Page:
It’s important to consider that, while the time-weighted return may be the most helpful type of return figure to use when evaluating your portfolio manager, there are many other factors you should consider when evaluating your portfolio manager. Taxes saved now or at withdrawal from our services like TaxMin, Tax Loss Harvesting+, or Asset Location aren’t reflected in pre-tax returns. Also, you should not expect your time-weighted return over a short time horizon to be representative of the performance of your portfolio manager.
As with any data, the larger the sample size, the more representative the information you’re looking at. To consider a long enough time frame in considering the performance of a portfolio, a good rule of thumb is to look at the annualized time-weighted return over 12 or more years. That may seem like a lot, but market trends are bound to flip — even after stretches of consistent performance over a few years — so even looking at returns over a period of five years leaves your guess at which portfolio manager is performing better largely up to chance.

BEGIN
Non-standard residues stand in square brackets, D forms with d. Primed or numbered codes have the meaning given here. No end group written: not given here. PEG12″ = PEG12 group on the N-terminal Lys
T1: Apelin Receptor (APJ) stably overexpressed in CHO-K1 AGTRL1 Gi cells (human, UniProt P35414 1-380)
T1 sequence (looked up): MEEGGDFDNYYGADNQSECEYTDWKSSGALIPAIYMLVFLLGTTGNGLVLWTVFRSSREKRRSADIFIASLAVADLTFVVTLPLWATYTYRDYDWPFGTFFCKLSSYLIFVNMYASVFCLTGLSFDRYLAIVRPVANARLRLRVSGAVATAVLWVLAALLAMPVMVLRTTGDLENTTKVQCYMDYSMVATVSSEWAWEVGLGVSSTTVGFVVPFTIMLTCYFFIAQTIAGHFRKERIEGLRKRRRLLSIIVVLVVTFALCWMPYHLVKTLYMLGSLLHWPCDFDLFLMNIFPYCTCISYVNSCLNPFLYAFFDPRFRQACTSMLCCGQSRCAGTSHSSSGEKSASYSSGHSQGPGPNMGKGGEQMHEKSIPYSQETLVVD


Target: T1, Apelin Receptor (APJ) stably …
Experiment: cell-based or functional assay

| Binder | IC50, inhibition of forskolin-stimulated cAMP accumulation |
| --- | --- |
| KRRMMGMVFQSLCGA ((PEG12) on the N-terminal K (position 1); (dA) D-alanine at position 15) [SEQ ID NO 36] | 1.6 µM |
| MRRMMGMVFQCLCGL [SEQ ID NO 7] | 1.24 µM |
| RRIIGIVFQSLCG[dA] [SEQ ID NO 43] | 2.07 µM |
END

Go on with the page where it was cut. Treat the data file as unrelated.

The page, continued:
Arguably even more important than being invested in a well designed portfolio is how long you are invested in that portfolio. Research on returns in the S&P dating back to 1928 suggests that how long your funds are invested is generally one of the most important factors in achieving high returns.